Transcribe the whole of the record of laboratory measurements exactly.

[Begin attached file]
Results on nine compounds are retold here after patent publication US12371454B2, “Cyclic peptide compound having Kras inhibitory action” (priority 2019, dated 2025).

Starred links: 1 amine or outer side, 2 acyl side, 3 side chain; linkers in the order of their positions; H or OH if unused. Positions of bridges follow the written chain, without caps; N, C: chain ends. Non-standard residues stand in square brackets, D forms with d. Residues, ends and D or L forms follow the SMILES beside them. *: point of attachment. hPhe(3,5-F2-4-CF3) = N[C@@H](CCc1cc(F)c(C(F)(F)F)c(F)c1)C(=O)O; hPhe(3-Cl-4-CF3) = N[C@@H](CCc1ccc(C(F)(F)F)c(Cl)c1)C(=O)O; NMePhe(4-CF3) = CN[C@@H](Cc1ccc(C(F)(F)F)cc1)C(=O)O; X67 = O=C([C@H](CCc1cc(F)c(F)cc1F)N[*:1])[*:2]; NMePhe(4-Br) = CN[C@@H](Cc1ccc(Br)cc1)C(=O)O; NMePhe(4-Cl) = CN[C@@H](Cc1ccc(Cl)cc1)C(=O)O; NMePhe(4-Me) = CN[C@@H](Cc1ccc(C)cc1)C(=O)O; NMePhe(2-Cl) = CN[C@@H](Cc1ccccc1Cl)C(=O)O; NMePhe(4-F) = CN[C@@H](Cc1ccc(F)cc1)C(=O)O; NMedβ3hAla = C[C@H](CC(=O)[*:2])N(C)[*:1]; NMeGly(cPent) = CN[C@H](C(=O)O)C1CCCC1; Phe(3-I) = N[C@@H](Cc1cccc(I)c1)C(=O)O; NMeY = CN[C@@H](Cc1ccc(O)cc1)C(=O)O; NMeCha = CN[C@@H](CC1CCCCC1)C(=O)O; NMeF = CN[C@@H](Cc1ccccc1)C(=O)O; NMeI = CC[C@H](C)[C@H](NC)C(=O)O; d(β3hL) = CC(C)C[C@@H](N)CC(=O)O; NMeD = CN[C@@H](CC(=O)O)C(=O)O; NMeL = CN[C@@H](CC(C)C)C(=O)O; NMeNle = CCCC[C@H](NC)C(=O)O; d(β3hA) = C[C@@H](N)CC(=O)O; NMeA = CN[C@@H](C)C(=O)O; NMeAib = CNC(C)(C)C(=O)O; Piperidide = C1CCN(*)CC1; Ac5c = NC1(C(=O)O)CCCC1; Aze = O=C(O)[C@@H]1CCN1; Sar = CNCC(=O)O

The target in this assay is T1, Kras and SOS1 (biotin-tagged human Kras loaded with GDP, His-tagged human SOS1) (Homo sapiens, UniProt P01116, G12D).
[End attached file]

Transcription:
Results on nine compounds are retold here after patent publication US12371454B2, “Cyclic peptide compound having Kras inhibitory action” (priority 2019, dated 2025).

Starred links: 1 amine or outer side, 2 acyl side, 3 side chain; linkers in the order of their positions; H or OH if unused. Positions of bridges follow the written chain, without caps; N, C: chain ends. Non-standard residues stand in square brackets, D forms with d. Residues, ends and D or L forms follow the SMILES beside them. *: point of attachment. hPhe(3,5-F2-4-CF3) = N[C@@H](CCc1cc(F)c(C(F)(F)F)c(F)c1)C(=O)O; hPhe(3-Cl-4-CF3) = N[C@@H](CCc1ccc(C(F)(F)F)c(Cl)c1)C(=O)O; NMePhe(4-CF3) = CN[C@@H](Cc1ccc(C(F)(F)F)cc1)C(=O)O; X67 = O=C([C@H](CCc1cc(F)c(F)cc1F)N[*:1])[*:2]; NMePhe(4-Br) = CN[C@@H](Cc1ccc(Br)cc1)C(=O)O; NMePhe(4-Cl) = CN[C@@H](Cc1ccc(Cl)cc1)C(=O)O; NMePhe(4-Me) = CN[C@@H](Cc1ccc(C)cc1)C(=O)O; NMePhe(2-Cl) = CN[C@@H](Cc1ccccc1Cl)C(=O)O; NMePhe(4-F) = CN[C@@H](Cc1ccc(F)cc1)C(=O)O; NMedβ3hAla = C[C@H](CC(=O)[*:2])N(C)[*:1]; NMeGly(cPent) = CN[C@H](C(=O)O)C1CCCC1; Phe(3-I) = N[C@@H](Cc1cccc(I)c1)C(=O)O; NMeY = CN[C@@H](Cc1ccc(O)cc1)C(=O)O; NMeCha = CN[C@@H](CC1CCCCC1)C(=O)O; NMeF = CN[C@@H](Cc1ccccc1)C(=O)O; NMeI = CC[C@H](C)[C@H](NC)C(=O)O; d(β3hL) = CC(C)C[C@@H](N)CC(=O)O; NMeD = CN[C@@H](CC(=O)O)C(=O)O; NMeL = CN[C@@H](CC(C)C)C(=O)O; NMeNle = CCCC[C@H](NC)C(=O)O; d(β3hA) = C[C@@H](N)CC(=O)O; NMeA = CN[C@@H](C)C(=O)O; NMeAib = CNC(C)(C)C(=O)O; Piperidide = C1CCN(*)CC1; Ac5c = NC1(C(=O)O)CCCC1; Aze = O=C(O)[C@@H]1CCN1; Sar = CNCC(=O)O

The target in this assay is T1, Kras and SOS1 (biotin-tagged human Kras loaded with GDP, His-tagged human SOS1) (Homo sapiens, UniProt P01116, G12D).